Why is heroin addiction an epidemic

Heroin epidemic in the US

In 2015, around 33,000 Americans died of an opiate drug overdose, of which around 13,000 were heroin addicts. This was confirmed by the American health authority CDC with a comprehensive study. At the same time, the agency drew a frightening comparison: for the first time in 2015, more people died from drugs than from firearms.

Corey has been one of the faces of this new epidemic for over six years. First he sniffed the substance, then he swallowed it and finally, like his friends, he began to inject: "For the first few months I said to myself that I'm not like them because I only sniff the heroin," recalls yourself Corey. "I never wanted to become a junkie. But suddenly it didn't really bang when I sniffed. It was only when I injected that I got the super high again - like the first time." During this time, Corey led a double life, hiding the addiction from his family. Playing hide-and-seek bothered him every day because he worked in his father's workshop, sometimes screwing on cars completely drunk, and actually only had the next shot in his head.

From drug addict to criminal

Sean O'Brien, now 30, comes from the white middle class and came into contact with drugs during high school. At first he and his friends bought pot, after a few months pain pills were added and finally he also tried heroin. It accompanied him for over a decade and made him someone he never wanted to be: "I didn't give a shit. I stole, injected, went to prison and was briefly in cold rehab. As soon as I got out, it just started again up front. A vicious circle. "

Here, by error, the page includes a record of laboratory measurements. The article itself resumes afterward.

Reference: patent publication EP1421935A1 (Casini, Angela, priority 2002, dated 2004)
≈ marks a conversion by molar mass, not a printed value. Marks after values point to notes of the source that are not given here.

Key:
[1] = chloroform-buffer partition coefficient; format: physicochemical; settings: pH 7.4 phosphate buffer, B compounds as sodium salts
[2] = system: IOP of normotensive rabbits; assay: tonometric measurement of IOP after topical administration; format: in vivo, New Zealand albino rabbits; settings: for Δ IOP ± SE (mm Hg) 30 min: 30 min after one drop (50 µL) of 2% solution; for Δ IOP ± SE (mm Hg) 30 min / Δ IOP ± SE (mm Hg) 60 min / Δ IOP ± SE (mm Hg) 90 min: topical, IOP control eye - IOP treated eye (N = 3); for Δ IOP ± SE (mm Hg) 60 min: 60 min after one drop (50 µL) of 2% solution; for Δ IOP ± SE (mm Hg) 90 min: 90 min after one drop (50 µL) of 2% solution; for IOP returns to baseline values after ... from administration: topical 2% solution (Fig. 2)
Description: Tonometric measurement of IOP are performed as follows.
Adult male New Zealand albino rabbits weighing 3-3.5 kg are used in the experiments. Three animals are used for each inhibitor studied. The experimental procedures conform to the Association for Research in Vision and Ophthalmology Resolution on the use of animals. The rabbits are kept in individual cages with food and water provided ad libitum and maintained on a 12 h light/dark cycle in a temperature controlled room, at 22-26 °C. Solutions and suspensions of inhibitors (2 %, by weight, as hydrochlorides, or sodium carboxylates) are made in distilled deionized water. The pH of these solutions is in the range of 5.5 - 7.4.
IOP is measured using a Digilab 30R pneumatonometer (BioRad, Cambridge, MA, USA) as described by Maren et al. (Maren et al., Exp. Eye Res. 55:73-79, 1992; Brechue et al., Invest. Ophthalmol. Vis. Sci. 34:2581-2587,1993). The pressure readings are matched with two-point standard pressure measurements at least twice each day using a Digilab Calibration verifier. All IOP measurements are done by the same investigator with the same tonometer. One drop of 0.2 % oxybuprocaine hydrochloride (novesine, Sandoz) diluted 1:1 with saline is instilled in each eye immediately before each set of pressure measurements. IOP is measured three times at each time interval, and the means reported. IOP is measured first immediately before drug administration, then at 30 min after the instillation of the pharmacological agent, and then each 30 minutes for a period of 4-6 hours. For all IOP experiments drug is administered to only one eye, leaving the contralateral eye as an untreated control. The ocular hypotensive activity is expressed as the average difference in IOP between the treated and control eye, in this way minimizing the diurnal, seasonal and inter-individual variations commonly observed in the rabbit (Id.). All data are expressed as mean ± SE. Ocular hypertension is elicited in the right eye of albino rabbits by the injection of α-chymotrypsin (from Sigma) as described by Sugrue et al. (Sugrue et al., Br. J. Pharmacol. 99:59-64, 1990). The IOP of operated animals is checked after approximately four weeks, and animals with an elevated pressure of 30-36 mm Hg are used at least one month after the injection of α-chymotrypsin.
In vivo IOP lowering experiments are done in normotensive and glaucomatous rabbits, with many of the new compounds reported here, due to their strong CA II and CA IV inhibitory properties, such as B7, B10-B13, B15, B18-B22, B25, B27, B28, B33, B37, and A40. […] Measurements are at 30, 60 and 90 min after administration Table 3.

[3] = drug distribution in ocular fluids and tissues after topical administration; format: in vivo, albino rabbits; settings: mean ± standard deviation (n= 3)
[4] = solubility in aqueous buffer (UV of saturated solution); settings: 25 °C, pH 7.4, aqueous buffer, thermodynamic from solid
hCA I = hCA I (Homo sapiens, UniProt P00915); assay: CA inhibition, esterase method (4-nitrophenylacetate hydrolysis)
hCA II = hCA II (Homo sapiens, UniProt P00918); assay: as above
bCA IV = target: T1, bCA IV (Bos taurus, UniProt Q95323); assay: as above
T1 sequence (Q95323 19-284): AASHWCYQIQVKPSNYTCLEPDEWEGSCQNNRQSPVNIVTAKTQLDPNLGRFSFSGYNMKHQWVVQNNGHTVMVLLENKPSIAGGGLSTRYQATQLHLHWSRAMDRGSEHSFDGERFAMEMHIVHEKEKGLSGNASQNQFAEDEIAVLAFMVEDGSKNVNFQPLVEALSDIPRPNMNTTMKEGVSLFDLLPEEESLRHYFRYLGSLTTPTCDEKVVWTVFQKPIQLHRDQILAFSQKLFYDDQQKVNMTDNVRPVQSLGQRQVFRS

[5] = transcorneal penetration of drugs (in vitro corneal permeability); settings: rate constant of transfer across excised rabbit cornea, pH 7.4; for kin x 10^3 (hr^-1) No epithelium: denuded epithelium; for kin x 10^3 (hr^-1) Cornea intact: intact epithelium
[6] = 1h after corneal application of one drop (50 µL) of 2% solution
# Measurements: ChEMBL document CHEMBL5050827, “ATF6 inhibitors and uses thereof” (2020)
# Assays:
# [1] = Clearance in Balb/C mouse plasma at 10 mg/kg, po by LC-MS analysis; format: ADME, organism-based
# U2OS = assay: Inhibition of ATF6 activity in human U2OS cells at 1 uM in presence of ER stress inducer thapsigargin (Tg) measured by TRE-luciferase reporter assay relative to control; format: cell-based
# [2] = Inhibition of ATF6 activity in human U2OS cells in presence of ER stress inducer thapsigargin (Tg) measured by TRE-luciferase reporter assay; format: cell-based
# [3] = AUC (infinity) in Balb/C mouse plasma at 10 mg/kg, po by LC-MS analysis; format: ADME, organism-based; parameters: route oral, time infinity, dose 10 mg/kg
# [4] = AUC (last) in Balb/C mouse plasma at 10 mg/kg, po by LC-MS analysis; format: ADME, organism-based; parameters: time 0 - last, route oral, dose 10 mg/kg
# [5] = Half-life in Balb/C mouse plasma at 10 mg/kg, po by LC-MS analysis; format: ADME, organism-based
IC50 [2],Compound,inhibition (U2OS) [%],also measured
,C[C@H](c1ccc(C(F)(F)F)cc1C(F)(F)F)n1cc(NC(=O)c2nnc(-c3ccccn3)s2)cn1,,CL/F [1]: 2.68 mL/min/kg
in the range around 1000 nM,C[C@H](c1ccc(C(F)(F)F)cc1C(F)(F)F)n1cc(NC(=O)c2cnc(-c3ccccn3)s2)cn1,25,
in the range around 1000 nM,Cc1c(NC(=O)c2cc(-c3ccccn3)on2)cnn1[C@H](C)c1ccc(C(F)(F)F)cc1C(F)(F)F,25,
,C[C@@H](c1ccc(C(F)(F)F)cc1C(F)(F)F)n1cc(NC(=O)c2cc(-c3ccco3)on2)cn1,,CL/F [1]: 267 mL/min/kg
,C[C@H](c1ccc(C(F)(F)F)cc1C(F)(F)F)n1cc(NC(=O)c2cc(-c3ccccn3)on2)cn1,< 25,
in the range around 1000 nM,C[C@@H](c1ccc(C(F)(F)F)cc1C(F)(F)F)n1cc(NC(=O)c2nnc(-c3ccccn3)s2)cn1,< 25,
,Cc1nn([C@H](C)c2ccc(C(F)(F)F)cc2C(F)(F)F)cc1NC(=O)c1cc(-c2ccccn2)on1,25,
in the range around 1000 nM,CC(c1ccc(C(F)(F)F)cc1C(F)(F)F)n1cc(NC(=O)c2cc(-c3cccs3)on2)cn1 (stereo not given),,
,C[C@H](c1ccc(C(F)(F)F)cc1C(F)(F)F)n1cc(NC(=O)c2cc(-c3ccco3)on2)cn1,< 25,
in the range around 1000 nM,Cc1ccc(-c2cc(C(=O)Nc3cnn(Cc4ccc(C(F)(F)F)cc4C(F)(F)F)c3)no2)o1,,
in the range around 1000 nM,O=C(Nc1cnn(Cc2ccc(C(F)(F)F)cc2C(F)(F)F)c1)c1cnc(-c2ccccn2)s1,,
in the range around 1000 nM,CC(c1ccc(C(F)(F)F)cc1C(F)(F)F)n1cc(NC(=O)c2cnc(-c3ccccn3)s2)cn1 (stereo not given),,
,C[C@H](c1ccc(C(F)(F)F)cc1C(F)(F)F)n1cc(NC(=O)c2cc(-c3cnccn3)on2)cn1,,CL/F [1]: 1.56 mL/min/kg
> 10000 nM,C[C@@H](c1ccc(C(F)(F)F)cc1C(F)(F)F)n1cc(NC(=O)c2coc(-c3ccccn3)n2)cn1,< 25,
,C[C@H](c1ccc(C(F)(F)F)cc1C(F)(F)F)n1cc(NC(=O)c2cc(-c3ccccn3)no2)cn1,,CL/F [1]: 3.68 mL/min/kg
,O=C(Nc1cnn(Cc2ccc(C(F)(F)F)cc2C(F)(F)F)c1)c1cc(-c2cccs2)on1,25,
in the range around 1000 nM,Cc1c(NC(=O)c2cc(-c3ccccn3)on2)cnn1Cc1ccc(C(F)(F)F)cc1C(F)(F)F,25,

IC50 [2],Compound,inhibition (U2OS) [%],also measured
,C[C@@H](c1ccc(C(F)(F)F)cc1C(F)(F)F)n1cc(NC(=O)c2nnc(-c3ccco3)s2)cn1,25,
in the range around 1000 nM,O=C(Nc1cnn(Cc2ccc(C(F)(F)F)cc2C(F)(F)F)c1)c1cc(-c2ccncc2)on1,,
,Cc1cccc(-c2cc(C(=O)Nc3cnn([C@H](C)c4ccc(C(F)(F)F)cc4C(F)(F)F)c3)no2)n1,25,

When he thinks about his drug past, he realizes how his life got completely off track after the first injection: "Addiction makes you a different person. You no longer have scruples, heroin makes you angry, you become inconsiderate and are alone Fixated on getting the material, "explains Sean, who was made criminal by heroin and later made homeless.

Get clean or die

For Corey and Sean, it was ultimately the fate of their friends that shook them up after many years of addiction and showed them up close how they too could end up at some point: "I went to dozens of funerals, saw many of my friends die," says Sean. which after ten years of ups and downs finally got through to long-term therapy.

Corey also knew that sooner or later his addiction would leave a victim that would break his family's heart. He found help from them: "I told my parents about my addiction when I couldn't take it anymore. They supported me and I started therapy." The two young men were mentored by drug advisor Mike Gimbel, who himself looks back on a turbulent heroin past and has been clean for over 40 years: "Heroin is one of the hardest drugs of all because it consumes your soul. If you are addicted, you only have one Chance: get clean or die. "